The push and pull of forms de-institutionalizes the structure and creates a spatial diversity that supports multiple uses. Playing social engineer, Pedersen adds programming to issues of form and space, orchestrating the building into what the Russian avant-garde called a "social condenser." The stream of pedestrian traffic is supported at the entry by a food court and bookstore, and then by student services, lounges, and the classrooms themselves.

The secret to the student animation is that the six elevators stop every three floors, encouraging students to walk between stops on open staircases flanked by generous landings. The hard terrazzo floors and glass walls that border the terraced atrium bounce ambient noise around, creating a sense of acoustic community. Other serendipities add to the pleasure: light dappling a student lounge on the eighth-floor plateau; reflections in the mirrored 25th Street façade catching the classical façade of the library opposite. So far, the terraces inside are only sparsely furnished, but there is an elegant suite of teak benches in pyramidal shapes by sculptor Jackie Ferrara that suggest the full potential of these landings.

The architects cleverly bypassed luxury materials in favor of the greater luxury of abundant light and open space. The budget of $215 per square foot may be modest even by New York-school standards, but Pedersen has managed to design a handsomely finished, urbane building, proving that a public college need not give its students bargain-basement design. From concept to light fixture, the Vertical Campus is an extraordinarily rich building, complete in the way a thriving city is complete, with many moving parts performing in an intense urban ballet. It is already a keystone of the school and the neighborhood, and it represents a rare and welcome realization of the socializing potential of buildings. New York could have many more neighborhoods than the ones on the map.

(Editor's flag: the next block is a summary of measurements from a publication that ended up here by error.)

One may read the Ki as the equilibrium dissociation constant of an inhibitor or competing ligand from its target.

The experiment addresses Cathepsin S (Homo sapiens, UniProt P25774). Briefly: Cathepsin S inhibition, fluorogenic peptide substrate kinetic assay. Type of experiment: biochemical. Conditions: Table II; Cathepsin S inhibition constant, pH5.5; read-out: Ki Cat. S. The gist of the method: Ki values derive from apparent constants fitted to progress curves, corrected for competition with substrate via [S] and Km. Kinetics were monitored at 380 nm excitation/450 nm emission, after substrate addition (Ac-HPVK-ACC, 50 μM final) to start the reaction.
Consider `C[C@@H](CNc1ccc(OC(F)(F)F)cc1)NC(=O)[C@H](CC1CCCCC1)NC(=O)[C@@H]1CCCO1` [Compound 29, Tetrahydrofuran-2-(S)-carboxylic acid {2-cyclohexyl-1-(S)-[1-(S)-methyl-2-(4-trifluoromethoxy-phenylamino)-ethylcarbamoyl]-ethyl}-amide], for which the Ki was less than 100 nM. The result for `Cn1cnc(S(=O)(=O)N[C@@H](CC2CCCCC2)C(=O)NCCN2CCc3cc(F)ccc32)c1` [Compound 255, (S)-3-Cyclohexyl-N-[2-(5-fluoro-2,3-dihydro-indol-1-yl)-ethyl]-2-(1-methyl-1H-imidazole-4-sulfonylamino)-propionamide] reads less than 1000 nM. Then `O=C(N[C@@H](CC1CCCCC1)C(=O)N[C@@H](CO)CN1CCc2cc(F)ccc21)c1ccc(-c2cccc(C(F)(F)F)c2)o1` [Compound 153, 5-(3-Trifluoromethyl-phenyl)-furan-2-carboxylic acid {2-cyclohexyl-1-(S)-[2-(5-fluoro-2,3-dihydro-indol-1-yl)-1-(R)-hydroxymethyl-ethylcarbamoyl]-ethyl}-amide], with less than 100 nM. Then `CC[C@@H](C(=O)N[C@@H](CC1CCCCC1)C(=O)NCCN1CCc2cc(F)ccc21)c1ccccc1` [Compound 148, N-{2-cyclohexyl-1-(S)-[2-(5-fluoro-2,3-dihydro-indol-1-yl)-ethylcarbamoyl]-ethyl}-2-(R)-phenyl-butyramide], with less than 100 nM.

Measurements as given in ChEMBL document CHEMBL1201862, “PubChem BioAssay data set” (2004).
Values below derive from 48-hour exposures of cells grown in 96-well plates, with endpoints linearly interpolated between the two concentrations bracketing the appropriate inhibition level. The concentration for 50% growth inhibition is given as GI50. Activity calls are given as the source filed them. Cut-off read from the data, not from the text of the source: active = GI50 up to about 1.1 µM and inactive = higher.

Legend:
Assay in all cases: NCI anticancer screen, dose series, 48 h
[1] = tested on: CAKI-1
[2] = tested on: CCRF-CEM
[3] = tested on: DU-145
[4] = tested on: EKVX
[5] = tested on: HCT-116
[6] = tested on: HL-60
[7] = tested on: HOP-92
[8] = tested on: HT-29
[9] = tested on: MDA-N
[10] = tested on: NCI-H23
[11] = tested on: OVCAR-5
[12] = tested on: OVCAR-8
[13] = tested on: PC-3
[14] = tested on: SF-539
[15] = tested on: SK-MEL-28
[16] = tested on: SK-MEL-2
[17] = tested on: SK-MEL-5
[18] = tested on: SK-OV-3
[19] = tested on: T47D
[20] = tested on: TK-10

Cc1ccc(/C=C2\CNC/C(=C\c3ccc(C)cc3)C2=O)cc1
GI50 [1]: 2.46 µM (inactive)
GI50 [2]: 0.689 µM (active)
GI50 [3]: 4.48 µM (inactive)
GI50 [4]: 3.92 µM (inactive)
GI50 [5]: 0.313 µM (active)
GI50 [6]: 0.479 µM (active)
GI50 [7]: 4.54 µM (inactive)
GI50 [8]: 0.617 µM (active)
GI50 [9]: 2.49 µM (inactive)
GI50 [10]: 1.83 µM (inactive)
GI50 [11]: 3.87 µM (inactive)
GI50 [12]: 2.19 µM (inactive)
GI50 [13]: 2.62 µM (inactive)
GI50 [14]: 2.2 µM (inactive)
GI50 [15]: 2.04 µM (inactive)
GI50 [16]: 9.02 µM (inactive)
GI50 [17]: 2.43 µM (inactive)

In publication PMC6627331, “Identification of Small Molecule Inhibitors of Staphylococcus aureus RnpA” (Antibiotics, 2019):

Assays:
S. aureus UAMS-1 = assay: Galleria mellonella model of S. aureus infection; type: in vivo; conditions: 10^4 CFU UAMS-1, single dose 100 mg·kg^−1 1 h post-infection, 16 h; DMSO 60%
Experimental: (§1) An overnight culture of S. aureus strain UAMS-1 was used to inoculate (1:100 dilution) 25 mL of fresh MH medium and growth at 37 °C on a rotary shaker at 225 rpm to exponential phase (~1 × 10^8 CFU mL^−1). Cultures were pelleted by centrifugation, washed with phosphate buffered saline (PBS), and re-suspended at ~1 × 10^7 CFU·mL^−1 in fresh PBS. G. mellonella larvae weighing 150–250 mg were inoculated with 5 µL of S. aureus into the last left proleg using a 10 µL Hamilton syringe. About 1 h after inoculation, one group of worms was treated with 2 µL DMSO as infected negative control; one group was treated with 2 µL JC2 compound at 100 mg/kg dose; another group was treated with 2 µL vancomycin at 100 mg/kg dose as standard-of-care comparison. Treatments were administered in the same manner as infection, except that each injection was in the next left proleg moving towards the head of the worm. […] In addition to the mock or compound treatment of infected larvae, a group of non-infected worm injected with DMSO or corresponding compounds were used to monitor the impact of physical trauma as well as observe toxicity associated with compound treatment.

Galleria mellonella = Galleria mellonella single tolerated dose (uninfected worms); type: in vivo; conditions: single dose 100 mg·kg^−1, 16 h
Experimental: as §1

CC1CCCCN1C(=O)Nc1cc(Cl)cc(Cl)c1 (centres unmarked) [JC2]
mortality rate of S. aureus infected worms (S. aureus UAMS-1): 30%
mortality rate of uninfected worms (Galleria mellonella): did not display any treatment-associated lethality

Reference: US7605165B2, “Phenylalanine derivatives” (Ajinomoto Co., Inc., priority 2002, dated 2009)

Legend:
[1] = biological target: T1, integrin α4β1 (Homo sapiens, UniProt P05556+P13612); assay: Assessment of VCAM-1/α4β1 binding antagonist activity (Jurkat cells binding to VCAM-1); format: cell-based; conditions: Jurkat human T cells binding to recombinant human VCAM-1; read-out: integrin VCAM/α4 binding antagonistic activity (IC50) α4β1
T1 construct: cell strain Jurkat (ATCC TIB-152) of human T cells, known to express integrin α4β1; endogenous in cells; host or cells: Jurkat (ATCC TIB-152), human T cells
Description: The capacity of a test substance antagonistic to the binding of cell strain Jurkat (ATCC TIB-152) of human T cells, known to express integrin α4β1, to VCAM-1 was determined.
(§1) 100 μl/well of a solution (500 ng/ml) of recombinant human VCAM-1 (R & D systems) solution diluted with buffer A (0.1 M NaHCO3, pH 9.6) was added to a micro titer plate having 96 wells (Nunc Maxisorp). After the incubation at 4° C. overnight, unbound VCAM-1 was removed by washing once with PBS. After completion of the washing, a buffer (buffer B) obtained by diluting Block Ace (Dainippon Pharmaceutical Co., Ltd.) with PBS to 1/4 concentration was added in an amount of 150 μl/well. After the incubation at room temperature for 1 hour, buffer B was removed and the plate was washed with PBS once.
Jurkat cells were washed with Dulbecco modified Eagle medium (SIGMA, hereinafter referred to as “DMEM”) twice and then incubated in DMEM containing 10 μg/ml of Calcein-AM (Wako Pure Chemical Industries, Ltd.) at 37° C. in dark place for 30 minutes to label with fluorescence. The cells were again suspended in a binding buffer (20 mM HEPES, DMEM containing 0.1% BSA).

If the vertical campus stands out within its context, the new headquarters for Scholastic Inc. designed by the late Aldo Rossi stands in, making measured gestures that blend quietly with the surrounding lineup of cast-iron buildings in SoHo. Rossi in the sixties expanded the emotional range of architecture by acknowledging the personal and cultural memories that buildings contain. He designed, really, by recalling the forms on the kitchen stove from his childhood.

On the Broadway façade, Rossi, working with Morris Adjmi out of their New York office, the Studio di Architettura, created a post-and-beam design that is a graphic essay in gravity flow and architectural support. Four half-round, buff-colored columns support red steel beams whose strong horizontal lines hyphenate the buildings on either side. As the floors shorten on the upper stories, the building gets more dense, culminating in a cornice line of three I beams laid atop one another. On the even more interesting Mercer Street side, Rossi responds to the street's industrial character with webbed beams resting atop tapering steel legs.

Rossi wanted to be an ensemble player, creating façades different from the others but still clearly belonging to the same tradition. The result is a modest but fitting piece. If in some way the city is an encyclopedia, we are fortunate to have this posthumous entry under R.

The Vertical Campus
Architect William Pedersen's new campus center for Baruch College.


Related:

Advertising
Current Issue
Subscribe to New York
Subscribe

Give a Gift

Advertising